The Punisher, the violent vigilante and anti-hero persona of Frank Castle, would go on to become one of Marvel’s and comicdom’s most popular Bronze Age characters. The Punisher would next appear in The Amazing Spiderman #134 in a brief cameo, and his third appearance would occur in The Amazing Spiderman #135. The Punisher would have several origin stories, all involving a war of some kind – Vietnam, the War on Terror and the fictional Siancong War – which would help mold the character. He has extensive military training and experience and is an expert in hand-to-hand combat, infiltration, special operations and more. The Punisher, as one would surmise, is also an expert marksman and highly familiar with many different types of weapons, firearms and explosives. The Punisher’s character — and by association the character’s logo — has been interpreted in a variety of conflicting and incomplete or shortsighted ways.

Gerry Conway, a co-creator of the character, originally intended the Punisher’s skull logo to appear on one of the character’s breasts (a location where we might see a company logo on a polo shirt, for example), but John Romita, Sr., Marvel’s art director at the time, enlarged the logo to cover the character’s entire chest. This enlarged logo immediately defined the character’s signature costume in his first and every appearance since.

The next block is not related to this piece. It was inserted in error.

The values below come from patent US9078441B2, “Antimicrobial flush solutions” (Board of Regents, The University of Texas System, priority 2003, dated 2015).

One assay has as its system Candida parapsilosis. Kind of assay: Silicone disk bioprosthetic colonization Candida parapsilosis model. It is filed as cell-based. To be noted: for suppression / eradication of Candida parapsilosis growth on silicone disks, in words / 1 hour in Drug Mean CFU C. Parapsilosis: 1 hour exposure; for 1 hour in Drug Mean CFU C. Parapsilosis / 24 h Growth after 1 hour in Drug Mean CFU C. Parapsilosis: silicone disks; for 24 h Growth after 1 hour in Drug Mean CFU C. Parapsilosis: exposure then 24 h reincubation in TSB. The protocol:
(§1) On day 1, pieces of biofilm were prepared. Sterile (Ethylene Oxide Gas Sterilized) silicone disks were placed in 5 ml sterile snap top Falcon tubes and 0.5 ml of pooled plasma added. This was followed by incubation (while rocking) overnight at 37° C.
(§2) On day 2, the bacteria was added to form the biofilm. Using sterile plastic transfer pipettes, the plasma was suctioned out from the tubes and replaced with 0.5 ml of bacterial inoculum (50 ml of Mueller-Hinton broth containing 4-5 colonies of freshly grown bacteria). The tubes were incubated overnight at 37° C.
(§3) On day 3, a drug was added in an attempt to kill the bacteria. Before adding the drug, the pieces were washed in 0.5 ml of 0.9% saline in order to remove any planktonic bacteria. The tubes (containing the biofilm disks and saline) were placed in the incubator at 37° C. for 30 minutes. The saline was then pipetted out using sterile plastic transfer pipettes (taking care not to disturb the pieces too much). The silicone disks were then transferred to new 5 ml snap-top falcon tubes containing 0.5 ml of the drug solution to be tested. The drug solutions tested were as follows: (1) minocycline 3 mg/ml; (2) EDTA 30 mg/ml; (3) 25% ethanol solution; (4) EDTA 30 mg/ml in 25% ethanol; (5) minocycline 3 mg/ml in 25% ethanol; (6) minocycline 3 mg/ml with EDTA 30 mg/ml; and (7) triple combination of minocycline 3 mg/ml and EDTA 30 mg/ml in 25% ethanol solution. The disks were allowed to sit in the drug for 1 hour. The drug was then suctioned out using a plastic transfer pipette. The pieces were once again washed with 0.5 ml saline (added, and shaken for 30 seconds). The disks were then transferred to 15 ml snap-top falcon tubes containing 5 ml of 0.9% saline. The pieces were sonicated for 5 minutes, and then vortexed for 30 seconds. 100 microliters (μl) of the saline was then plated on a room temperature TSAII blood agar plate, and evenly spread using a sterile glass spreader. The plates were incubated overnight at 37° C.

This same logo, or variations of it, however, has been co-opted by military and civilian armed forces, as well as terrorist and anti-government organizations, around the world. The Punisher’s skull logo first became noticeably visible as a symbol during the Iraq War used by US military personnel, who painted it on equipment or created unofficial service patches with it. The Punisher’s skull emblem has been used by far right anti-government militias, and was seen at the Unite the Right rally in 2017. Since 2015, the emblem became popular within the Blue Lives Matter police officers’ movement. In 2017, the Catlettsburg Police department in Kentucky installed large decals with the emblem and Blue Lives Matter on the hoods of police vehicles, only to remove the decals following public backlash and pressure. Citizens and police in Catletssburg interpreted the emblem’s meaning differently: “We’re getting so many calls, and they’re saying that the Punisher logo (means) we’re out to kill people, and that’s not the meaning behind that,” said the Catlettsburg chief of police. The Punisher’s logo has also been widely used by Iraqi Armed Forces and Iraqi paramilitary groups since about 2015, despite widespread anti-Americanism in that country. Researcher Aymenn Jawad Al-Tamimi has said many Iraqis simply think that the logo is “cool,” ignoring its American origins.